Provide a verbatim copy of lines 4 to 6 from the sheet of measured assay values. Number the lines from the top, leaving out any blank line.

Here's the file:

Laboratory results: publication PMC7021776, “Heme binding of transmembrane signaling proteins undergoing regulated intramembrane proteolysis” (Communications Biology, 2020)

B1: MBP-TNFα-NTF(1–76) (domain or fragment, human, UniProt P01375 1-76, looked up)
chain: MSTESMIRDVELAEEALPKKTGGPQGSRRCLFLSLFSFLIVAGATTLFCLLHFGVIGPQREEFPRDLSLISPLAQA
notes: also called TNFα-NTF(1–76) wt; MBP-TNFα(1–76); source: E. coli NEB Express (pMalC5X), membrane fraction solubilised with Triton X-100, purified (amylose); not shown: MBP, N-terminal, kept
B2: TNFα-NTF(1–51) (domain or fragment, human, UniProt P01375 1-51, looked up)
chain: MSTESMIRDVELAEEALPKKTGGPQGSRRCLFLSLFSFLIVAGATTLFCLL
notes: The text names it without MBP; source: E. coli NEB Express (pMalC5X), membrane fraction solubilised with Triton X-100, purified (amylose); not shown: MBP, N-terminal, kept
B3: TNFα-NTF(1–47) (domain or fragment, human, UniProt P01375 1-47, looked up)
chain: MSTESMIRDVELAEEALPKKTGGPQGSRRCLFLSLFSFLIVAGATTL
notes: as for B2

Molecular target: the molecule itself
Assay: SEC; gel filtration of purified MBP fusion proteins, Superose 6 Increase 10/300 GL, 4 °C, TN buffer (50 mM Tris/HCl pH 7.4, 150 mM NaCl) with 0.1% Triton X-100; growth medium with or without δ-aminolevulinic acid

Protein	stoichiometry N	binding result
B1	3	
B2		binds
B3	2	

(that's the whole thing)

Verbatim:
notes: also called TNFα-NTF(1–76) wt; MBP-TNFα(1–76); source: E. coli NEB Express (pMalC5X), membrane fraction solubilised with Triton X-100, purified (amylose); not shown: MBP, N-terminal, kept
B2: TNFα-NTF(1–51) (domain or fragment, human, UniProt P01375 1-51, looked up)
chain: MSTESMIRDVELAEEALPKKTGGPQGSRRCLFLSLFSFLIVAGATTLFCLL